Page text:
Home > Web > PHP >

Unicode Data with PHP 5 and MySQL 4.1

Posted Nov 11, 2004
Last Updated Jun 7, 2020

Unicode background

In the ever expanding world of e-commerce and information technology, one thing above all is coming to the forefront of internet design - globalization. For many large companies, web documents are translated into many different languages. However, the computer technologies we use for storing data weren’t originally designed to deal with information in multiple languages. A web page could show only one set of characters, be it Latin, Cyrillic, Greek, Japanese, or any other character set. Luckily, there is now a standard that is implemented in most browsers called Unicode. This standard encodes characters differently than older technologies, allowing almost all the characters in all human printed languages to be displayed in one page.

Let’s clarify the difference between some commonly used terms. A character is a textual unit, such as a letter, number, symbol, punctuation mark, etc. A character set is a set of characters you would like to use. For instance, English uses a Latin character set, while Russian uses a Cyrillic character set. Unicode is a character set that includes characters needed for almost all current written human languages.

When we request text data from the web the data must be encoded. As you know, all data is stored as numbers in computers, and this is what the encoding is. Think of the old decoder rings you would get in cereal boxes. “1” would stand for “A”, “2” for “B”, etc. The character encoding is the same thing, just on a much larger scale. In computers it matches up integers to characters. The Unicode standard provides several different character encodings, which may be appropriate for different technologies. The one that is leading the way in web development is called UTF-8. UTF-8 contains a numerical representation for over 100,000 characters (all the characters in the Unicode character set).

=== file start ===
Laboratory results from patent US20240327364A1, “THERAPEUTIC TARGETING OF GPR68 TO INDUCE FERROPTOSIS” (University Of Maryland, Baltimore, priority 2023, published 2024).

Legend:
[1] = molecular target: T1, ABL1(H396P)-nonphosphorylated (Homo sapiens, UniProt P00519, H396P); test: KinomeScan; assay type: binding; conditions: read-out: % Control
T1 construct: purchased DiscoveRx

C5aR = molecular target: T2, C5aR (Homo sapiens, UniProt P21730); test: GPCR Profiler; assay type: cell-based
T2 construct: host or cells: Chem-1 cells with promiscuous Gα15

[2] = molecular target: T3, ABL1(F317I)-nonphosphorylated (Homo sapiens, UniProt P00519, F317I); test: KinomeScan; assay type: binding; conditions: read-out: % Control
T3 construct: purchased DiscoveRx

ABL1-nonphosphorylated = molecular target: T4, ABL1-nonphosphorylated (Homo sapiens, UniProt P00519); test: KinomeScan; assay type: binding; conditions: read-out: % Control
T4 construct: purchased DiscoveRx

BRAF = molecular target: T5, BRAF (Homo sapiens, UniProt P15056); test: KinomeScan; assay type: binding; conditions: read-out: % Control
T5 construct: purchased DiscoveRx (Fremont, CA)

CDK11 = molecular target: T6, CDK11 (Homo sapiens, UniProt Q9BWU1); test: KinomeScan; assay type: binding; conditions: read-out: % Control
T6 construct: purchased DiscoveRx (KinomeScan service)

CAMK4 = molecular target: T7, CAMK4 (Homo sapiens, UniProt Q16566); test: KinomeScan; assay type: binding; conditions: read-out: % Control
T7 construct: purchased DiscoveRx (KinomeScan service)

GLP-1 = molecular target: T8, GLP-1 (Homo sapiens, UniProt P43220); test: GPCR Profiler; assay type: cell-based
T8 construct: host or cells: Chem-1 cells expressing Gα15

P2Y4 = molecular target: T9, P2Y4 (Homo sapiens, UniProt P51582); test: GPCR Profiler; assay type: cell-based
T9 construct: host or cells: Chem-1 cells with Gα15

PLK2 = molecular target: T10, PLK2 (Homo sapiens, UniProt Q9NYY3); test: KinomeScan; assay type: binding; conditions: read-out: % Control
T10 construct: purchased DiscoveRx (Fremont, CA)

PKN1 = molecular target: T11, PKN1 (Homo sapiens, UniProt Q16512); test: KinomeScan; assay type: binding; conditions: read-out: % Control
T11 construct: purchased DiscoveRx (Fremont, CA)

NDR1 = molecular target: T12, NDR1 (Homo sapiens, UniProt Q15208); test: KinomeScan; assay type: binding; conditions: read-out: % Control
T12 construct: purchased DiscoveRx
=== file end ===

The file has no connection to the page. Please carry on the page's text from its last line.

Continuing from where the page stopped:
A glyph is a pictorial representation of a character. For instance the typeset “g” and the handwritten “g” are both glyphs. They look different, but they both mean “letter g.” UTF-8 encodes characters, not glyphs. There is only one code for the “letter g.” A font is a collection of glyphs. It takes the characters and maps them to glyphs. You must have a font capable of producing the correct glyphs to correctly view Unicode text. Most fonts only have glyphs for subsets of the entire Unicode character set, for instance Latin and Greek. If you have Cyrillic characters in a document and you attempt to render them with such a font, the Cyrillic characters may be rendered as open rectangle, question marks, or not at all. This does not mean that the data is not there, it just means that the font you have selected does not include the glyphs needed to display the data. Very few fonts have glyphs for all the characters in Unicode, primarily because creating more than 100,000 passes the point of diminishing returns for commercial fonts. Code2000 is a font that is the most comprehensive with over 61,000 glyphs. Other fonts can be found at Alan Wood’s Unicode site.

How Unicode fits in your Dynamic Web Site

PHP 5 supports UTF-8 natively (without special compilation options) as does MySQL 4.1. However some care needs to be taken to ensure your data is stored and displayed correctly. This article is about storing and retrieving Unicode data in a MySQL 4.1 database using PHP 5. It is not about support for using Unicode characters in variable names and other PHP code, or in the names of tables and columns in MySQL. As Unicode support is still young, I would recommend avoiding such things at this time.